“THE ONE THING YOU MUST DO”

“THE ONE THING YOU MUST DO”

There is one thing in this world you must never forget to do. If you forget everything else and not this, there’s nothing to worry about, but if you remember everything else and forget this, then you will have done nothing in your life.

It’s as if a king has sent you to some country to do a task, and you perform a hundred other services, but not the one he sent you to do. So human beings come to this world to do particular work. That work is the purpose, and each is specific to the person. If you don’t do it, it’s as though a priceless Indian sword were used to slice rotten meat. It’s a golden bowl being used to cook turnips, when one filing from the bowl could buy a hundred suitable pots. It’s like a knife of the finest tempering nailed into a wall to hang things on.

You say, “But look, I’m using the dagger. It’s not lying idle.” Do you hear how ludicrous that sounds? For a penny an iron nail could be bought to serve for that. You say, “But I spend my energies on lofty enterprises. I study jurisprudence and philosophy and logic and astronomy and medicine and the rest.” But consider why you do those things. They are all branches of yourself.

Remember the deep root of your being, the presence of your lord. Give yourself to the one who already owns your breath and your moments. If you don’t, you will be like the man who takes a precious dagger and hammers it into his kitchen wall for a peg to hold his dipper gourd. You’ll be wasting valuable keenness and forgetting your dignity and purpose.”
― Jalaluddin RumiThe Soul of Rumi: A New Collection of Ecstatic Poems

Advertisements

Who holds the vision?

“Where there is no vision, the people will perish.” – Proverb

“In the last days, God says, ‘I will pour out my Spirit upon all people. Your sons and daughters will prophesy. Your young men will see visions, and your old men will dream dreams.'” – Prophet Joel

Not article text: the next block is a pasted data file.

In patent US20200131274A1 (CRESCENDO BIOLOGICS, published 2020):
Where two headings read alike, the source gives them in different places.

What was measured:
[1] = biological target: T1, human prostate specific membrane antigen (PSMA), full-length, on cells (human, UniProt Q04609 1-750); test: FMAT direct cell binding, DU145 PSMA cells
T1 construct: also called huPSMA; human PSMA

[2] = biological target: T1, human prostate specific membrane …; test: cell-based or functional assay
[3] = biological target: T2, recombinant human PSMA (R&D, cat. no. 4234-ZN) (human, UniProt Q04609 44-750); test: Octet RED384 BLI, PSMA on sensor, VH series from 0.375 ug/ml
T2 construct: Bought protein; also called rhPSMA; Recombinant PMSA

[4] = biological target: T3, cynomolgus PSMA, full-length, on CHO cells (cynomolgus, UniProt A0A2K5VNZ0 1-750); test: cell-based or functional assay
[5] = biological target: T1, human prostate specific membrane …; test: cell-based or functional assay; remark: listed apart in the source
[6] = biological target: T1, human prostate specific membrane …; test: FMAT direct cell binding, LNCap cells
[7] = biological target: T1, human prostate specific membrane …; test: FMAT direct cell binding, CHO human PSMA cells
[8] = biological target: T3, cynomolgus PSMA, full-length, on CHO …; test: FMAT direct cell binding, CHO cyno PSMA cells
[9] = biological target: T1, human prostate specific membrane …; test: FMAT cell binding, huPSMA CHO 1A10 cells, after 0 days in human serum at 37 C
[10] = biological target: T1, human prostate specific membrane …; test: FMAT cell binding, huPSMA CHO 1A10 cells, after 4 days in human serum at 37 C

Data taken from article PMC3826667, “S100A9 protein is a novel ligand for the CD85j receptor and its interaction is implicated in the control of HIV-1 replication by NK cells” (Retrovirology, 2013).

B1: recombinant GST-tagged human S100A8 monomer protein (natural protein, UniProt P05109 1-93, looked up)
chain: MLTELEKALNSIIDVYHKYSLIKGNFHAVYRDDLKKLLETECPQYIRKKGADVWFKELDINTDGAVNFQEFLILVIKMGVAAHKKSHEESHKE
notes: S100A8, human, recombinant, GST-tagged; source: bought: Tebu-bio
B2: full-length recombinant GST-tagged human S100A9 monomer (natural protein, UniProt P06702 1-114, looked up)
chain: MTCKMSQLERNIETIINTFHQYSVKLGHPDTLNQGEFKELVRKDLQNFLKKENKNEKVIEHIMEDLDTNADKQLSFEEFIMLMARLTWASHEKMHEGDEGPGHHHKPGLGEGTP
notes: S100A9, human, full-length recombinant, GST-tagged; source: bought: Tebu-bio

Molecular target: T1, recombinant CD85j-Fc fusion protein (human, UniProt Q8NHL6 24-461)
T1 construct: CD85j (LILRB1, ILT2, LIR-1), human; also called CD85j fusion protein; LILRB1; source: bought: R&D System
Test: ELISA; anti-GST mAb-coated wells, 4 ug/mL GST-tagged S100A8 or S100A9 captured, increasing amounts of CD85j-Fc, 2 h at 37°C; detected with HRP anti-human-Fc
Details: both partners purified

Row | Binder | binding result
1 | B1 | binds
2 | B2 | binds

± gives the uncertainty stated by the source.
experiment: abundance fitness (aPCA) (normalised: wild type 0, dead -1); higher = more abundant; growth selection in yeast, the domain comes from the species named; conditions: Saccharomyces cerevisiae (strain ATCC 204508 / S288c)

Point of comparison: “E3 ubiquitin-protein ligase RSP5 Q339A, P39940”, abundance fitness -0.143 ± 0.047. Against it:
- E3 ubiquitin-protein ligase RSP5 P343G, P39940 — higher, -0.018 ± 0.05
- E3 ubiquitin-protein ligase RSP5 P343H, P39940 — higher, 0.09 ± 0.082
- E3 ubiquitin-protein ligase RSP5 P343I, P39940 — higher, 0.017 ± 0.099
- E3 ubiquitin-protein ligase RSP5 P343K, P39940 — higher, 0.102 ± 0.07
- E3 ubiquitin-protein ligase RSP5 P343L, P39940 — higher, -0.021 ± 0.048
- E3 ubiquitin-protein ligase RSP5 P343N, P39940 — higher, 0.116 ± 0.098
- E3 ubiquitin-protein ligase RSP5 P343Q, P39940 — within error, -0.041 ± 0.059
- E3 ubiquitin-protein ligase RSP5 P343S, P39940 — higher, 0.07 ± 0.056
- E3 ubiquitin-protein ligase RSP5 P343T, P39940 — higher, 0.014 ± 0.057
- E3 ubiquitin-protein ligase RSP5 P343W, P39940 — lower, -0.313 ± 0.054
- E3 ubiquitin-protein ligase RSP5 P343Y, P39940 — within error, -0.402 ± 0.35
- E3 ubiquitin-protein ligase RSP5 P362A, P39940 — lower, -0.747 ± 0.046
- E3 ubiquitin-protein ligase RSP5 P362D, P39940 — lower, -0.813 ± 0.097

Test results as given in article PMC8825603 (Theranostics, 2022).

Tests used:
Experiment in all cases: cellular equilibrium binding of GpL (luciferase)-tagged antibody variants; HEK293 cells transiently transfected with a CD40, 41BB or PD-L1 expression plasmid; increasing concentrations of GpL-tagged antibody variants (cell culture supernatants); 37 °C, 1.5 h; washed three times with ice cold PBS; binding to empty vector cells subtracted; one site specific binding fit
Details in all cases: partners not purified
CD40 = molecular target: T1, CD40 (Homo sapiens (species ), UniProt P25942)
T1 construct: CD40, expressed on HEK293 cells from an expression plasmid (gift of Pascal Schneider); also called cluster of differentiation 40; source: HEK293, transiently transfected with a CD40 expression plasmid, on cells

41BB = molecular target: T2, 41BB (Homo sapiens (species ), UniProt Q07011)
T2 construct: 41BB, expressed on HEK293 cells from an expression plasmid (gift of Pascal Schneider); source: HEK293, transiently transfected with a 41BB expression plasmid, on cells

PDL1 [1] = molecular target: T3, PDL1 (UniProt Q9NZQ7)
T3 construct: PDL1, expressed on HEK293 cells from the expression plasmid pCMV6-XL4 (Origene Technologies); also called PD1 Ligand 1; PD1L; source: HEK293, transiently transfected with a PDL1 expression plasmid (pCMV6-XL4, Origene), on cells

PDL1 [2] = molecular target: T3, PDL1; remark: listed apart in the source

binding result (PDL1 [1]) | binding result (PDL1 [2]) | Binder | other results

The question is an essential one and the importance of vision and it’s role in the community has been held in cultures since the beginning. These verses from the Judeo-Christian scriptures demonstrate the importance for me. Who does hold the vision when there are so many divergent ideas about who and what we should be as human beings?

I don’t believe that there will be a time when vision is more or less prevalent than right now. Mythically, there are no “last days”… or perhaps, we are always in the “last days.” I would say that all last days are first days and all endings are beginnings. So as things are coming to an end, new things are being created. If we are in the last days, then the truth of the passage applies.

For me, God is synonymous with Life… the Spirit of Life is poured out on ALL people. Not just the Christians, not just the Jews, not just the Yogis, not just anyone. All people. Humanity has been immersed in the Spirit of Life and those who have vision, prophecy, and dream their dreams will come from all corners of the earth.